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Exit payments above £95k to require ministerial sign-off

Published on: 11 Aug 2022

Severance payments above £95,000 will require ministerial approval under new proposals unveiled by the government.

A consultation published this week revealed the Treasury also wants to introduce an “expanded approvals process” that will see some exit payments having to be signed off by secretaries of state, and to roll out “strengthened and updated” requirements around special severance packages.

Last year, ministers scrapped plans to cap public sector exit payments at £95,000 following a legal challenge and widespread opposition from trade unions

The current consultation states: “In recent years, the government has been concerned about the number of very large exit payments made to individuals, which may be several times larger than average annual earnings in the public sector, and has committed in recent election manifestos to limiting large exit payments, and making provisions for the recovery of exit payments in certain circumstances.

“The government is considering a range of options to achieve these aims, including negotiating revisions to contractual exit payment terms, which are often the root cause of large exit payments.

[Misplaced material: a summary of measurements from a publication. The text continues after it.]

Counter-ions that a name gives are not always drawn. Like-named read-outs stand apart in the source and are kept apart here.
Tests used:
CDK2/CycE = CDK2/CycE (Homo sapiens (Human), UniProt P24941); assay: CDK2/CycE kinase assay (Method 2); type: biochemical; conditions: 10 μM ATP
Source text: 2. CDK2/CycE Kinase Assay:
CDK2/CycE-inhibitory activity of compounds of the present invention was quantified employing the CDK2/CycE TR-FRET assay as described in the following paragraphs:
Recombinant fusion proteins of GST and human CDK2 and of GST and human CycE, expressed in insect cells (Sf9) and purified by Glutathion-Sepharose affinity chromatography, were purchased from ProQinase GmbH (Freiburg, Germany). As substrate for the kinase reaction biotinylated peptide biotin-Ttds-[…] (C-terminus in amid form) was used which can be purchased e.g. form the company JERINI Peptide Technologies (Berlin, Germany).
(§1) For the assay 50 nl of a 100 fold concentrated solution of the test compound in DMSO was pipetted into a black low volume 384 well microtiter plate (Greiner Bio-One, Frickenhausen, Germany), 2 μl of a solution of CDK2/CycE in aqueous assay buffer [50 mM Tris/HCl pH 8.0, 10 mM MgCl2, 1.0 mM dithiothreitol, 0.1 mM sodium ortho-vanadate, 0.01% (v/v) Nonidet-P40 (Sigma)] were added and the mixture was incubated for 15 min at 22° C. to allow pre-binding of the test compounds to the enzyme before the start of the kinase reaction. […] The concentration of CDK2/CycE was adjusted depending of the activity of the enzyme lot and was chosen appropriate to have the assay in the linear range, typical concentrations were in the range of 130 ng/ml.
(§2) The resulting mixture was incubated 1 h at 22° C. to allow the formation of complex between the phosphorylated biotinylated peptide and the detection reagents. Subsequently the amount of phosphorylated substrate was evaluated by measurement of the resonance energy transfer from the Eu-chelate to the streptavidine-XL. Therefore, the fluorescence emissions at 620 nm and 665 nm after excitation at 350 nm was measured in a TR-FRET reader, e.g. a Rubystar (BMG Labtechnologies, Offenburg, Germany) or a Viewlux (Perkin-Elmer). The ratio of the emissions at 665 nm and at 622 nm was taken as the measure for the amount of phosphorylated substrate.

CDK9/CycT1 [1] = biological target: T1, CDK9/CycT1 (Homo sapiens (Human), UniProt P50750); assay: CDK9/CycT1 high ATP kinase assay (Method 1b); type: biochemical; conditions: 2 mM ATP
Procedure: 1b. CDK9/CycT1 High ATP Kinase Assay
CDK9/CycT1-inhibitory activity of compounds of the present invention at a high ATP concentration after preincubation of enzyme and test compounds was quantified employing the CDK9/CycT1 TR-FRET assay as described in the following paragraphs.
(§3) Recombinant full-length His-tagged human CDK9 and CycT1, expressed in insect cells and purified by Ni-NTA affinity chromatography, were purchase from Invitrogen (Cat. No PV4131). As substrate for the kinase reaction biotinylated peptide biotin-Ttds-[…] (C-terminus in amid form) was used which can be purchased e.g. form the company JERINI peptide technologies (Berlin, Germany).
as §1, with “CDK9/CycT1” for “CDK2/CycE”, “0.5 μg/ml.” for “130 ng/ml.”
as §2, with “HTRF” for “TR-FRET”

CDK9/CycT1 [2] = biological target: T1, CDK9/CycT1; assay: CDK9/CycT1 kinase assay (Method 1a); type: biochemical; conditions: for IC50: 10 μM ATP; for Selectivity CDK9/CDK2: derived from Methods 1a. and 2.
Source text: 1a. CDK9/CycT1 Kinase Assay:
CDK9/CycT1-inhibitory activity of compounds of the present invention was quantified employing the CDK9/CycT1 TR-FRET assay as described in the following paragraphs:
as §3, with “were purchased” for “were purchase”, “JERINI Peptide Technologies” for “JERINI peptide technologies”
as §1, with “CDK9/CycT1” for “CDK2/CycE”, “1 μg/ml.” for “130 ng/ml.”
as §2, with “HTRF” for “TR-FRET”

“We believe that reform led by departments on a workforce-by-workforce basis will be the quickest, most effective, and proportionate way of achieving reform.”

It added: “It is in the interests of employers, employees and the taxpayer that there is robust process for the agreement of staff exits, and careful consideration of any alternatives to exit.”

The Treasury consultation proposes two separate but “closely related” control processes: the first for “high value” exits from central government, while the second is a “modified” version of the current system for approving special severance payments for public sector executives. Currently, packages over £100,000 require ministerial approval.

Approvals would be sought through a business case, and then sent to the relevant secretary of state, after going through accounting officer clearance and “any other existing clearance processes”.

All exits would need to demonstrate that an exit was “necessary to the body, that alternatives have been fully considered, that there is a value for money case for the exit, and that there are no undue risks attached,” according to the proposed plans.

‘Playing around’

Jon Restell, chief executive of the Managers in Partnership trade union, told HSJ the Treasury was “playing around with the approval processes rather than the contractual terms themselves”.

He said: “If the government wants to reduce the amount spent on exit payments, it should find ways to avoid compulsory redundancies in the first place and incentivise the retention of dedicated staff with unique skills and experience.

“With the lean management structure of the NHS, the public interest can’t be served by any other approach.”

A Treasury spokesman said: “It is right that the government ensures that public sector exit payments are fair and proportionate to employers, employees, and taxpayers.

“The new control process is an important part of this, and we welcome views as part of the consultation process.”